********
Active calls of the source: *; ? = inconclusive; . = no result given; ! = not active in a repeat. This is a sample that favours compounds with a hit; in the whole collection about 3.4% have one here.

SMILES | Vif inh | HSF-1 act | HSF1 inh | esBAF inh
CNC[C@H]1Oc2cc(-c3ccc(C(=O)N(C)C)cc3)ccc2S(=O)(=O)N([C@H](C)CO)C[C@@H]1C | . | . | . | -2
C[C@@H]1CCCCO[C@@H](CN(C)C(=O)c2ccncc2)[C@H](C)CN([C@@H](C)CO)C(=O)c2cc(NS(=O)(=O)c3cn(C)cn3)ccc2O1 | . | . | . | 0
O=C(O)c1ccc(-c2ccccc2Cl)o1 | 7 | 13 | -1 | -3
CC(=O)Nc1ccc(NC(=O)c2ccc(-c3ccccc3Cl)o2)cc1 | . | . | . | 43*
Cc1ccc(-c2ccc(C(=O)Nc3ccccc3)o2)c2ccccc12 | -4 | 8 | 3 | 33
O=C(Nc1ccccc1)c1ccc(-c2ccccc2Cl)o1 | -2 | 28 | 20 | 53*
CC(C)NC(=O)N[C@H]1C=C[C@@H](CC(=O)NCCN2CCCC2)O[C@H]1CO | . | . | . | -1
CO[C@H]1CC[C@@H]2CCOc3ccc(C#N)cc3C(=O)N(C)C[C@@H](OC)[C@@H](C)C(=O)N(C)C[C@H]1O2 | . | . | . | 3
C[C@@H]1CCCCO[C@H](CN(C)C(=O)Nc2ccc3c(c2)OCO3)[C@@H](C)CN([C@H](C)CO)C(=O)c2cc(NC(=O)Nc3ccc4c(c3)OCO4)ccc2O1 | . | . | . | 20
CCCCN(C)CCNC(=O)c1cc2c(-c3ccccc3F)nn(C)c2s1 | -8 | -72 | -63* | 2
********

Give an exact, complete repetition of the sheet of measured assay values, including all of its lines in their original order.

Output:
Active calls of the source: *; ? = inconclusive; . = no result given; ! = not active in a repeat. This is a sample that favours compounds with a hit; in the whole collection about 3.4% have one here.

SMILES | Vif inh | HSF-1 act | HSF1 inh | esBAF inh
CNC[C@H]1Oc2cc(-c3ccc(C(=O)N(C)C)cc3)ccc2S(=O)(=O)N([C@H](C)CO)C[C@@H]1C | . | . | . | -2
C[C@@H]1CCCCO[C@@H](CN(C)C(=O)c2ccncc2)[C@H](C)CN([C@@H](C)CO)C(=O)c2cc(NS(=O)(=O)c3cn(C)cn3)ccc2O1 | . | . | . | 0
O=C(O)c1ccc(-c2ccccc2Cl)o1 | 7 | 13 | -1 | -3
CC(=O)Nc1ccc(NC(=O)c2ccc(-c3ccccc3Cl)o2)cc1 | . | . | . | 43*
Cc1ccc(-c2ccc(C(=O)Nc3ccccc3)o2)c2ccccc12 | -4 | 8 | 3 | 33
O=C(Nc1ccccc1)c1ccc(-c2ccccc2Cl)o1 | -2 | 28 | 20 | 53*
CC(C)NC(=O)N[C@H]1C=C[C@@H](CC(=O)NCCN2CCCC2)O[C@H]1CO | . | . | . | -1
CO[C@H]1CC[C@@H]2CCOc3ccc(C#N)cc3C(=O)N(C)C[C@@H](OC)[C@@H](C)C(=O)N(C)C[C@H]1O2 | . | . | . | 3
C[C@@H]1CCCCO[C@H](CN(C)C(=O)Nc2ccc3c(c2)OCO3)[C@@H](C)CN([C@H](C)CO)C(=O)c2cc(NC(=O)Nc3ccc4c(c3)OCO4)ccc2O1 | . | . | . | 20
CCCCN(C)CCNC(=O)c1cc2c(-c3ccccc3F)nn(C)c2s1 | -8 | -72 | -63* | 2